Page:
Welcome back to another Thursday, and another roundup of news you can use. Not caught up? With the long Memorial Day weekend approaching, it might be the perfect time to dig into your backlog if the weather isn’t beach conducive.
Here’s what you need to know:
David Adjaye receives his 2021 RIBA Gold Medal in a star-studded ceremony
Last night, Sir David Adjaye formally received his 2021 Royal Gold Medal for Architecture in a virtual ceremony that reportedly included some big-name guests like former President Barack Obama and U2 frontman Bono. Calling in from Ghana for the Royal Institute of British Architects (RIBA) ceremony, Adjaye received his award from Iain Walker, British High Commissioner to Ghana, on behalf of the Queen herself.
“It’s incredibly humbling and a great honour to have my peers recognise the work I have developed with my team and its contribution to the field over the past 25 years,” said Adjaye in a press statement before the event. “Architecture, for me, has always been about the creation of beauty to edify all peoples around the world equally and to contribute to the evolution of the craft. The social impact of this discipline has been and will continue to be the guiding force in the experimentation that informs my practice. A heartfelt and sincere moment of gratitude and thanks to all the people who supported the journey to get to this moment.”
The AIA will participate in a roundtable on beefing up U.S. Capitol security
Although there is currently an acrimonious debate going on in the halls of power whether or not to formally investigate the attempted insurrection that took place on January 6 of this year, what everyone seems to agree on (whether rightfully or wrongly) is the need for more security at the U.S. Capitol complex. To that end, a representative from the American Institute of Architects (AIA) has been invited to participate on a virtual roundtable discussion on June 1, at 7:00 p.m. EST, on improving security at the Capitol and other D.C. landmarks. According to a press release put out by the AIA, the talk will include:
“[Architect Thomas Vonier, on behalf of the AIA], Major General Errol R. Schwartz, landscape architect Faye Harwell, FASLA, and President and CEO of the National Association for Olmsted Parks (NAOP), Dede Neal Petri. The discussion will explore ways buildings can be fortified while reducing the need for fencing and other barriers that may limit the public’s accessibility.”
The Biden administration defends a massive Alaska oil project despite climate pledges
Despite the Biden administration’s move to rejoin the Paris Accords and its support of offshore wind farms, it seems that old habits died hard. Yesterday, the administration reportedly filed a brief to continue Trump-era plans to tap the National Petroleum Reserve in Alaska under the Willow Project. Environmentalists are concerned that neither administration has considered the impact the megaproject would have on local wildlife or its contributions to climate change; ironically, if ConocoPhillips wants to tap this oil field, it will have to install “chillers” in the ground to keep the rapidly warming permafrost stable while it drills.
H/t to the New York Times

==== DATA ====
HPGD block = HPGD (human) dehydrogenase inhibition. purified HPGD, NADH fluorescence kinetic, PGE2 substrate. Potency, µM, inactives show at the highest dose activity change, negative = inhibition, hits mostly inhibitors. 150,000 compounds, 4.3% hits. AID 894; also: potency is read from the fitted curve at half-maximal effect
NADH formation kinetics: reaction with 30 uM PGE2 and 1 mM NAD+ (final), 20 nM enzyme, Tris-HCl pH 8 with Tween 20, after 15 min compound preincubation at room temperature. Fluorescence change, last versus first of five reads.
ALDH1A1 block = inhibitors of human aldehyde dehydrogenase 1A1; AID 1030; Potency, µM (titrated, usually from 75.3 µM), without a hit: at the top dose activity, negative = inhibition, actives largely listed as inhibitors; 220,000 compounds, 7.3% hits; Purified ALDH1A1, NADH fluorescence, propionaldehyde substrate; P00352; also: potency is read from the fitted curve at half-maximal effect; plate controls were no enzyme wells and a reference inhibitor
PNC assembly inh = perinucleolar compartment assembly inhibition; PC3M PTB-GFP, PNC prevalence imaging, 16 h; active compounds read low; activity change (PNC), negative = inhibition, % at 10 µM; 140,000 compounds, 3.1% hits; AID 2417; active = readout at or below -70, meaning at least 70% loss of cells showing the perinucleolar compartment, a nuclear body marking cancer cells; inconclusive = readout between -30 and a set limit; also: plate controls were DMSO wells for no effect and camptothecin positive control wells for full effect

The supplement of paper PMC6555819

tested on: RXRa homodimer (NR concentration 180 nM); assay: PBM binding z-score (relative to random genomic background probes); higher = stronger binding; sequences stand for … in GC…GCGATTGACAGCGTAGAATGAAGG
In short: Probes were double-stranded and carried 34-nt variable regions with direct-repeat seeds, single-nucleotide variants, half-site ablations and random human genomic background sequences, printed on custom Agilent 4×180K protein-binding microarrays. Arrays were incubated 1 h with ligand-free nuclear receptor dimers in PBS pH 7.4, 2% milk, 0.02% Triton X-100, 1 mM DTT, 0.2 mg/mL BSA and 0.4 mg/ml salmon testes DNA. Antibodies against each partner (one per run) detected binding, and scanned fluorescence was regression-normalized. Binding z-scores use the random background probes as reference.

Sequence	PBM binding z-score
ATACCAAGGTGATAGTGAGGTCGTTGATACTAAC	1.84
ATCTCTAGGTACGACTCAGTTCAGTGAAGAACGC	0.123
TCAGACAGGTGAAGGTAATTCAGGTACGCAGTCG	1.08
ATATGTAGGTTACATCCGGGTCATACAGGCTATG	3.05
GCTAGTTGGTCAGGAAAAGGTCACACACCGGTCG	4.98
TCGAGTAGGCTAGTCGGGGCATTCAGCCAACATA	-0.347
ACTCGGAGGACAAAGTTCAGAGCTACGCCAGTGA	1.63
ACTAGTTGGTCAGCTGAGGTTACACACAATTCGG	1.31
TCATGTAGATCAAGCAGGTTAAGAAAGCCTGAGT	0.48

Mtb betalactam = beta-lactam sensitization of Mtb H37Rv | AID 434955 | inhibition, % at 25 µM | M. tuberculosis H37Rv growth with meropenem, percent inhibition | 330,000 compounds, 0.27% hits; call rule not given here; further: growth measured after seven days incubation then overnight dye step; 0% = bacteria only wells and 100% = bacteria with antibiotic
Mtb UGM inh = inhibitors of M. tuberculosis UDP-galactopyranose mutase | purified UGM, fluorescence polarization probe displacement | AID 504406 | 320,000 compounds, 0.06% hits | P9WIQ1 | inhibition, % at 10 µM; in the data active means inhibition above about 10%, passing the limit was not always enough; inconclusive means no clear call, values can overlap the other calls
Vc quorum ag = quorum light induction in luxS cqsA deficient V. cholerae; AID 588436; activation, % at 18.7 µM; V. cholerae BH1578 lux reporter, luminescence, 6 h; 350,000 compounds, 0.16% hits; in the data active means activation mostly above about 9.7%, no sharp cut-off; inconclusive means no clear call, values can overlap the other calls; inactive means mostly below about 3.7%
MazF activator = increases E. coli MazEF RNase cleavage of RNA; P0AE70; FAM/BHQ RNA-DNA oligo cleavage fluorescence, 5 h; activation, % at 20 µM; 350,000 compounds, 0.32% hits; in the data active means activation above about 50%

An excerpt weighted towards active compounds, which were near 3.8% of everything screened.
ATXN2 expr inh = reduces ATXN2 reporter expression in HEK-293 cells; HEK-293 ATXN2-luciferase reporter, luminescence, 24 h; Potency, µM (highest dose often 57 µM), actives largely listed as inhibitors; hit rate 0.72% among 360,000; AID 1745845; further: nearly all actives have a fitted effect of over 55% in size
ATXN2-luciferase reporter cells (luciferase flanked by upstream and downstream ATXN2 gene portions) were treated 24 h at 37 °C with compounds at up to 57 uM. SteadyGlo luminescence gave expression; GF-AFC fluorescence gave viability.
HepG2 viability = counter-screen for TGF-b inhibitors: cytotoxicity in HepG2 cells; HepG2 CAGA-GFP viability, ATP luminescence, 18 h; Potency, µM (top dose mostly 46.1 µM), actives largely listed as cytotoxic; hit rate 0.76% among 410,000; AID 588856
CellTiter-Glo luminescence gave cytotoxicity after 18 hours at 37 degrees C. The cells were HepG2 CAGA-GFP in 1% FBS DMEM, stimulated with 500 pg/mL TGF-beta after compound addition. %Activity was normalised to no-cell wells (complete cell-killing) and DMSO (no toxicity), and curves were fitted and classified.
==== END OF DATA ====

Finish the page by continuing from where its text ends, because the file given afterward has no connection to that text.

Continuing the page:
A new sculpture garden is coming to Queens for dislodged playground animals
There was a furor in March of this year after the New York City Parks Department revealed it was removing some of the concrete animals dotting New York City’s many playgrounds. In place for decades, the concrete camels, owls, turtles, and myriad other animals are beloved, but often in rough shape. Now, the Parks Department has revealed that the five sculptures removed during renovations across the city will be relocated to the new “NYC Parks Home for Retired Playground Animals” in Flushing Meadows Corona Park, Queens. Sadly, it will be a more contemplative experience than a play space; these ersatz animals are being out to pasture complete with “do not touch” signs.
H/t to Curbed
Amazon shut down its Connecticut construction site again after another noose was discovered
The Amazon construction site in Windsor, Connecticut, previously shuttered after the discovery of seven nooses on-site, shut down once again this week after an eighth was found. Last week, the 3.6-million-square-foot fulfillment site project closed until this Monday, May 24, but upon reopening, workers discovered yet another noose yesterday. Amazon stated that it is working with local law enforcement and the FBI to catch whoever is placing the ropes.
H/t to Construction Dive
UCLA is preserving Los Angeles’s Jewish history in a new exhibition
The University of California, Los Angeles (UCLA) is putting the diverse history of L.A.’s Boyle Heights on display in a new digital exhibition. In Jewish Histories in Multiethnic Boyle Heights, viewers can learn more about the L.A. neighborhood that at one time was home to about 10,000 Jewish households, or one-third of the city’s Jewish population. Using archival material, personal stories from residents, and original artifacts, the team has digitized (and visualized) what life was like in Boyle Heights during the first half of the 20th century before the demographic shifted to a Mexican American majority post-World War II.
Los Angeles County is looking to develop its own ADU program
Although the widely-lauded Accessory Dwelling Unit (ADU) Standard Plan Program offers Los Angeles homeowners 20 pre-designed options for dropping ADUs into their backyards, no such program exists on a county level. That could all change, as the Department of Regional Planning will reportedly look into expanding ADU production in L.A. County’s unincorporated communities, waiving fees for lower-income residents, and offering standardized ADU plans for free.
H/t to Urbanize Los Angles